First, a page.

Jon Stewart Preparing Directorial Debut, ‘Rosewater’

Comedy Central will be missing one central figure for much of the summer—The Daily Show host Jon Stewart (or as your mother knows him, “Jon Daily”) will be taking a hiatus to film his directorial debut. (Regular correspondent John Oliver will host in the interim.)

The film, a drama called Rosewater, will be an adaptation of Canadian-Iranian journalist Mazir Bahari’s memoir, Then They Came For Me: A Family’s Story of Love, Captivity and Survival, in which he and Aimee Molloy chronicle his trip to Iran to cover the elections and subsequent four-month stint in a Tehran prison.

Lest we forget, before Jon Stewart became one of America’s finest news sources, he actually had something of an acting career—he was in the lesser Adam Sandler picture, Big Daddy, and stoner comedy Half-Baked. And, let’s not forget, he was in Death to Smoochy. Rosewater should be much heavier fare, though.

Stewart interviewed Bahari, from whose memoir Stewart’s work derives, on an episode of The Daily Show. As a matter of fact, Bahari’s captors in Iran used the interview as evidence against him for his and the other guests’ criticisms of Iran. Watch that interview below. 


[via the L.A. Times]

Hugh Grant Agrees With Jon Stewart That He’s Kind Of A Dick

It probably does not come as a surprise to anyone that Jon Stewart found Hugh Grant to be just as noxious as his Bridget Jones’ Diary character. But it is perhaps a surprise that he found Grant to be so difficult he will never invite him onto The Daily Show again.

Earlier this week at the Montclair Film Festival, Montclair resident Stephen Colbert interviewed his former boss and asked him about his least favorite guest of all time: Hugh Grant, who was promoting his 2009 rom-com Did You Hear About The Morgans?.  "He’s giving everyone s–t the whole time, and he’s a big pain in the ass," Stewart explained. "… [A]nd we’ve had dictators on the show." Chief among Grant’s whiny concerns were that he didn’t like the clip from the film played during the interview. The British actor is "never" coming back, Stewart huffed.

In typical oozy British style, Grant acknowledged Stewart’s comments and his own assholishness — but didn’t apologize. The actor tweeted yesterday:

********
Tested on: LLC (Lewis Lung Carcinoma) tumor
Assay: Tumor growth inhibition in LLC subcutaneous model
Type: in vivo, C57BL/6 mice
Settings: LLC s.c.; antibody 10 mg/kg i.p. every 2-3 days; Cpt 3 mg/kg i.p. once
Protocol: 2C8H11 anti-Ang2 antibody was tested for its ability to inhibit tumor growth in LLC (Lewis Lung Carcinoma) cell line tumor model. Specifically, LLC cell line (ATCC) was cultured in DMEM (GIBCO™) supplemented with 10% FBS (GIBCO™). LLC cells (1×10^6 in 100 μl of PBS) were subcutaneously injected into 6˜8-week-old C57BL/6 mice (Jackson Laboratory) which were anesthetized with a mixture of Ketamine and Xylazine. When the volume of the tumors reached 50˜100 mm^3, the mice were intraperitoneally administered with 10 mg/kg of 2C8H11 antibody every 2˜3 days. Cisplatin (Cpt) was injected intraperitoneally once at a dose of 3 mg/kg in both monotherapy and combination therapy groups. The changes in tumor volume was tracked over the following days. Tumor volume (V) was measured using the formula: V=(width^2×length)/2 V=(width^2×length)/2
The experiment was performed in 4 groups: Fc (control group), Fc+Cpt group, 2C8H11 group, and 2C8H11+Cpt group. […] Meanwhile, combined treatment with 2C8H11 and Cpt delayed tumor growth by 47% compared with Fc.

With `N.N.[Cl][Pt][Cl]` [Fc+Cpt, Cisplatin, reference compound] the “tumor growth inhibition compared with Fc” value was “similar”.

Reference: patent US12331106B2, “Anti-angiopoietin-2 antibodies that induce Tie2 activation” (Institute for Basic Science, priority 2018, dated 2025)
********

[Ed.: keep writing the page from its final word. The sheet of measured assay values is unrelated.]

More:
If Hugh Grant was unpleasant for the one day commitment of a Daily Show appearance, we can only imagine what sort of secrets Renee Zellweger, Sarah Jessica Parker and the entire cast of Love, Actually are keeping mum. 

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Stewart-O’Reilly Rumble May Be Closest We Get To Elevated Discourse

As if this election hadn’t already reached critical mass of ridiculousness, it’s about to get 100% shoutier. In a last-ditch attempt for anything remotely resembling elevated or even bearable political discourse before the 2012 election, longtime punditry peers and “frenemies” Bill O’Reilly and Jon Stewart will spar on the issues affecting the country during election-time. Under the tagline “It’s Why Al Gore Invented the Internet,” the Daily Show satirist-turned-voice-of-frustration and Fox News’ resident rage-face will do it live for IRL and web audiences, and if the respected pundit faces of blue and red states respectively can get together and shout over each other, so can the rest of us, right? 

“O’Reilly v. Stewart 2012: The Rumble in the Air-Conditioned Auditorium” will take place Saturday, October 6 at Lisner Auditorium at The George Washington University in Washington, D.C. Pre-sale tickets are on sale now, and the whole thing will be broadcast online via a $4.95 Internet stream, with half the profits going to charity. Those who pre-order tickets by October 1 can submit a question for the two parties to debate. 

We would have liked to see rapper, Renaissance man and longtime O’Reilly nemesis Ludacris as the moderator for this debate, because although that would perhaps taint the integrity of a good, honest debate, it would be excellent. But, instead, news anchor E.D. Hill, a veteran of CNN and Fox News, will moderate.